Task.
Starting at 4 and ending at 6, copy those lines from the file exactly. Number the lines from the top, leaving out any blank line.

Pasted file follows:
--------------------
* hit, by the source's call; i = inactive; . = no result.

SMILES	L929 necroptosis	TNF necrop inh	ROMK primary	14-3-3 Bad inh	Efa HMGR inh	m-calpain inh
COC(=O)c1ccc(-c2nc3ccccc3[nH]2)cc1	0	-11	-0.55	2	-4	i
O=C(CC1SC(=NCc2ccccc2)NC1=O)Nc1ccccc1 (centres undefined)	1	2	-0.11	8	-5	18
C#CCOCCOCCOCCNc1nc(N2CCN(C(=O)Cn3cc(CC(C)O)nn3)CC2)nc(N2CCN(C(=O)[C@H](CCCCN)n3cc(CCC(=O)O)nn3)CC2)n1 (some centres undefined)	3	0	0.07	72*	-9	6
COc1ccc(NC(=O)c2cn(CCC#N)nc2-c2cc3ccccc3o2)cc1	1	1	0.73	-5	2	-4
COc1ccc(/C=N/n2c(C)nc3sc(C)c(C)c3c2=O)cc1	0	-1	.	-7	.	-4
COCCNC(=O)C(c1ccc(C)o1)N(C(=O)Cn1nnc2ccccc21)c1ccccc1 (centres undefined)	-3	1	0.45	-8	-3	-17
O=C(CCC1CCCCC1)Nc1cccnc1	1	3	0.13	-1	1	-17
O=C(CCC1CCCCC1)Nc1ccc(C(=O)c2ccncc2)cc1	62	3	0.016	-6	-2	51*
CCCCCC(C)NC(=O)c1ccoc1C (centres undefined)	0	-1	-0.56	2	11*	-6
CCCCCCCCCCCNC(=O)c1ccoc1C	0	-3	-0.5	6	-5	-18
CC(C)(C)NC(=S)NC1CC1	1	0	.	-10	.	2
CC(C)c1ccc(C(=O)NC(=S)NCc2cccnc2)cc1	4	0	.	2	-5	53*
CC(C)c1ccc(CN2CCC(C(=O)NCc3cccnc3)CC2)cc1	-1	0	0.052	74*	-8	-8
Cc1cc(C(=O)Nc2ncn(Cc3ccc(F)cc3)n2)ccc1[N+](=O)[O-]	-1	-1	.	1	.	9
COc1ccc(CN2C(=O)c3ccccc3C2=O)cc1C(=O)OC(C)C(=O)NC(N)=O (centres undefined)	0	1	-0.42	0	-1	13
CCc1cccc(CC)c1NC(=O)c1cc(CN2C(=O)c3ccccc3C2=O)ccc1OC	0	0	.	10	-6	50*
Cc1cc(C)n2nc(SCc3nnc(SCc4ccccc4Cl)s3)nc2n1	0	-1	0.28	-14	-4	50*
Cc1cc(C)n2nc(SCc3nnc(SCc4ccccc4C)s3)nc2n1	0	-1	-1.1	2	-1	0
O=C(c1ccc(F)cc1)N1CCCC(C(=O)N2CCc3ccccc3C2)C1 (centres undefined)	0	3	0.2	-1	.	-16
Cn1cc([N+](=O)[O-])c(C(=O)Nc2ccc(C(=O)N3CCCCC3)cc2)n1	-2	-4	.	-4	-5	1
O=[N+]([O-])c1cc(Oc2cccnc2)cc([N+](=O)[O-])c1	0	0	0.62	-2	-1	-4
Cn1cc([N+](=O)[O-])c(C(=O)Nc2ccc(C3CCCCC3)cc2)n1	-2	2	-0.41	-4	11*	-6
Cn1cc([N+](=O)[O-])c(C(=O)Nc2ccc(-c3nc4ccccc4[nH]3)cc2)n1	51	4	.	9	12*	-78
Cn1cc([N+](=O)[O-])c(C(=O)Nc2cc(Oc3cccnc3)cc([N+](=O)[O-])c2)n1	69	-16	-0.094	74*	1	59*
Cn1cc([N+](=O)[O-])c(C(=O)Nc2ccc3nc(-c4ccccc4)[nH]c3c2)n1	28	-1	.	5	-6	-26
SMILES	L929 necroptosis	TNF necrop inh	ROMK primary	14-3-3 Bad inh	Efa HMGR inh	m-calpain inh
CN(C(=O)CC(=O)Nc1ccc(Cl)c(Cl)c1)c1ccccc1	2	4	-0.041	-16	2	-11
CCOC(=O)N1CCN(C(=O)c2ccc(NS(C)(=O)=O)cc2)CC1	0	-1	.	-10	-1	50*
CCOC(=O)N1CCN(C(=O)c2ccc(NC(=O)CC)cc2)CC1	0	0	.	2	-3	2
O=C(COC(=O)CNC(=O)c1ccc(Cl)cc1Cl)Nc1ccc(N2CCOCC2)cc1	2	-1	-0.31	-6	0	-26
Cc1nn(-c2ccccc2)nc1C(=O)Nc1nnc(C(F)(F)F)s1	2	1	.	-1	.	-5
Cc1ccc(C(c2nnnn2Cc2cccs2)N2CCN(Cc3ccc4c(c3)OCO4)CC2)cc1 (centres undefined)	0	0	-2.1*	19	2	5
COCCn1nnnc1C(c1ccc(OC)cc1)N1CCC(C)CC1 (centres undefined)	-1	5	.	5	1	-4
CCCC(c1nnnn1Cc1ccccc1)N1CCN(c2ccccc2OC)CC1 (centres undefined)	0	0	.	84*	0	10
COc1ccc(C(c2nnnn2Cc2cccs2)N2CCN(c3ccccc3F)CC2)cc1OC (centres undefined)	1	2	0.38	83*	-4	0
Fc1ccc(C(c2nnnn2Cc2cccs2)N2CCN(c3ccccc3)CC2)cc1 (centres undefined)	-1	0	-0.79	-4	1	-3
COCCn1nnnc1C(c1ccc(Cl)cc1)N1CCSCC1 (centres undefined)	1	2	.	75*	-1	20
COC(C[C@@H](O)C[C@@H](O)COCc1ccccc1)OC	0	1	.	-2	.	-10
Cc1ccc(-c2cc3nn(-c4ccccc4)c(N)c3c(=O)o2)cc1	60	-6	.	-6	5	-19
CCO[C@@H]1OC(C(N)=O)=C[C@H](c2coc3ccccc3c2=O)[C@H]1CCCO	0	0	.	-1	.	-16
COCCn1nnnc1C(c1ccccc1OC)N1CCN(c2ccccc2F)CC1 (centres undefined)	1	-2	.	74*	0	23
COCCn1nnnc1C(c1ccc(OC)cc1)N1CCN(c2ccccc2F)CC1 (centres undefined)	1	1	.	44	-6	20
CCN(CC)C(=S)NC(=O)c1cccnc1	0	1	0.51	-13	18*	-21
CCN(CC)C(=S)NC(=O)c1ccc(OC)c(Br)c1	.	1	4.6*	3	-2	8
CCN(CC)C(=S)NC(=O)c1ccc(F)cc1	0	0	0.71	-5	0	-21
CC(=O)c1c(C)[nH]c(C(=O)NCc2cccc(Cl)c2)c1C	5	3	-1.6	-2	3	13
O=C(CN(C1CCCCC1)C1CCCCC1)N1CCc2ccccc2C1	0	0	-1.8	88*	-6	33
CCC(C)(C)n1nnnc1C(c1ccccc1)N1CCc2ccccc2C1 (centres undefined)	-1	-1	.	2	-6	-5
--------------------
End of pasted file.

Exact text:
O=C(CC1SC(=NCc2ccccc2)NC1=O)Nc1ccccc1 (centres undefined)	1	2	-0.11	8	-5	18
C#CCOCCOCCOCCNc1nc(N2CCN(C(=O)Cn3cc(CC(C)O)nn3)CC2)nc(N2CCN(C(=O)[C@H](CCCCN)n3cc(CCC(=O)O)nn3)CC2)n1 (some centres undefined)	3	0	0.07	72*	-9	6
COc1ccc(NC(=O)c2cn(CCC#N)nc2-c2cc3ccccc3o2)cc1	1	1	0.73	-5	2	-4